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"It was a stacked deck," Trace tells USA Today of his performance of the tune Tuesday evening (August 28), as part of the Citizens United Event.
The song, which includes the timely lyrics, "Tough times don't last, but tough people do," addresses the economic difficulties the country is facing from several different perspectives. Although Trace is not a co-writer on the tune, he says he the song is reminiscent of the lessons he learned early in life by watching his grandmother.
"My grandma was the toughest old woman that I ever saw in my life," reflects the country star. "She'd still work in the garden with an old push-plow until she was in her late 70s. Just the toughest old woman that I ever knew and, at the same time, the godliest creature that I ever knew. That's the point of this song. That's what we have in our DNA. That's what we come from. That's who we are. That's what this country needs to be reminded of. We still have the wherewithal, still have the muscle to straighten out this incredibly twisted frame that we're driving on."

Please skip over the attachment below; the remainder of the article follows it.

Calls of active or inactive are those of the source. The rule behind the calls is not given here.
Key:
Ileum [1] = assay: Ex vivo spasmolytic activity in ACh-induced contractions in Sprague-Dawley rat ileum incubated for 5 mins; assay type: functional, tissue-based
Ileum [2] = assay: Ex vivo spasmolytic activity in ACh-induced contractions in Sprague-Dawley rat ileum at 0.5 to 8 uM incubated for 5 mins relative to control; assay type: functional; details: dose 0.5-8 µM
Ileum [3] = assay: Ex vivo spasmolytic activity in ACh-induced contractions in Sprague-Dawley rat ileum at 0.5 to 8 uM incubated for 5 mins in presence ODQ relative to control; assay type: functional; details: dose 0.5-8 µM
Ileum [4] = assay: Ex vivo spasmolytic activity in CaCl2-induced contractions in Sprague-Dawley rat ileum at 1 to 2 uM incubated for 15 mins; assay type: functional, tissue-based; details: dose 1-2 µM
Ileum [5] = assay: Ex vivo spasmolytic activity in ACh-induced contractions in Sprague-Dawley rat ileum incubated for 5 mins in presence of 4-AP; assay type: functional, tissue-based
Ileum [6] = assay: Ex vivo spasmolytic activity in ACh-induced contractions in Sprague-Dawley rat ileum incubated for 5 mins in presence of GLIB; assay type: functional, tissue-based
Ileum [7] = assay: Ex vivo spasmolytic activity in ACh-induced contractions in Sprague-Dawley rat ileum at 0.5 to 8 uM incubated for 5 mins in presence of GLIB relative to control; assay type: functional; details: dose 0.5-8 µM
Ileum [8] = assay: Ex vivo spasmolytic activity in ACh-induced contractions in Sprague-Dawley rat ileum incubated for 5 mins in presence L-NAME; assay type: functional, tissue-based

Even though the song was played for the Republican party, the married father of five says he is perfectly fine with the tune crossing party lines. "If a liberal politician is OK with the line, 'Tough people pull themselves up by the bootstraps when they hit hard luck / And they stay strong and keep fighting like they don't know how to lose,' -- if he believes that, then by all means, play the song!" Trace insists.
The Louisiana native isn't the only country music star who took part in the RNC. He joined Rodney Atkins, Sara Evans, Lee Greenwood and the Oak Ridge Boys in lending their voices to the four-day event.
Trace is putting the finishing touches on a new album, which will include "Tough People Do." He's also hosting his own show on GAC, "Great American Heroes." Read our exclusive interview with the singer about his heartwarming leap to TV here.
Watch Trace & Other Singers Discuss USO Tours